[Lingtyp] To include xenophones or not (JOO, Ian [Student])

benjamin.brosig at gmx.de benjamin.brosig at gmx.de
Fri Dec 10 15:34:27 UTC 2021

Dear Ian,

interesting question. With Khalkha Mongolian phonology, the distinction usually starts on step earlier:

1. regular words
2. ideophones (including /kʰ/ and /pʰ/)
3. xenophones (including /f/, /ɬ/)

When dealing with Khalkha Mongolian phonology, 2. is quite important, since it also means that these phones are realized in xenophones more consistently. The inclusion of /f/, on the other hand, greatly depends on your command of foreign languages and/or your social status. With most of my own social contacts, I would want to exclude it, since they articulate it as [pʰ]. On the other hand, there is also /ɬ/ which is restricted to a small number of old Tibetan loanwords, but produced by all speakers, and one also occasionally encounters devoiced /ɮ/ as [ɬ]. There‘s not enough research on phonetics to be more specific about this last point. But if I present a general phoneme system, I would tend to include /ɬ/, but exclude /f/. 

Not to speak of word-initial /ɮ/ which a historical linguist would take as a xenophone, but which synchronically speaking is perfectly normal, and native speakers are no longer aware that words starting with /ɮ/ are all loans. I suspect this would be different for word-initial /w/ which tends to feature in quite transparent loans and which, at least in some of these conventionalized old loans, is consistently realized as [w], though foreign [w] to Mongolian /p/ can probably still be observed here and there. I don‘t think I understand this point properly without actually compiling loanword data from my own data and revising it. The rule preventing word-initial /r/ (usually through elliptic vowels) is largely still in place, though it might in some contexts be a socially stratifying feature to actually articulate word-initial /r/. There is not enough research on socio-phonology (but Sender Dovchin touches this topic here and there in her research and should perhaps be taken into account then).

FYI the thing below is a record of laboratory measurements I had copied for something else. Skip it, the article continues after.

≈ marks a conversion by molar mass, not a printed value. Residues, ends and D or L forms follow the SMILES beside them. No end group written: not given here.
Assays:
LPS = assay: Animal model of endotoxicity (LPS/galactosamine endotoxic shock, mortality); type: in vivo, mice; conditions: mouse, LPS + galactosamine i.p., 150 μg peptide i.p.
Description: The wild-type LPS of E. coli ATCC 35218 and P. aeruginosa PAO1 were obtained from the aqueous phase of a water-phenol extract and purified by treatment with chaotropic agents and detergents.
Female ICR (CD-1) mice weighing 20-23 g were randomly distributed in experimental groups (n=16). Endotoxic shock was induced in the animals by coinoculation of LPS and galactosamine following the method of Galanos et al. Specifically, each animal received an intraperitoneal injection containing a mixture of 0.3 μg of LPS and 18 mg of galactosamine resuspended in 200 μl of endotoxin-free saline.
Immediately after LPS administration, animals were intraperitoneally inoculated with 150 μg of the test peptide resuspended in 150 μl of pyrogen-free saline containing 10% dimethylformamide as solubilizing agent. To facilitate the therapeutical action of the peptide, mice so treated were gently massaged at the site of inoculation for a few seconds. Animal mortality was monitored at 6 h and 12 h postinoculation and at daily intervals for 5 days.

As long as we try to abstract to a general phonemic system, I would perhaps want to include all phonemes that are by and large common to the community, thus /kʰ/, /pʰ/ and /ɬ/. But it should still be made clear that these have a special status. At the same time, I would want to exclude /f/, though there would be parts of society for which it might have to be included. Besides groups defined by their education, it would probably also be part of the phoneme inventory of all Khalkha speakers in China, since Mandarin /f/ is omnipresent there and even people with a low command of Mandarin would probably be able to use it (though I don‘t have actual empirical data showing that this guess is correct). 

The issue is, since you are dealing with 700 languages, how do you want to make competent assessments of what I just wrote on Khalkha? A good database would probably contain nuanced explanations on all peripheral phonemes, possibly along with pre-made categorizations (at least „old xenophone“, „new xenophone“) so that the database user could make decisions based on her needs. For Khalkha, most (though not all) of what I just wrote is present in Svantesson et al.‘s „Phonology of Mongolian“, but I doubt that you have as much detailed info on the majority of your languages. Still, being as detailed as possible on such points and letting the user then decide what categories to include and exclude is probably what I would advise.


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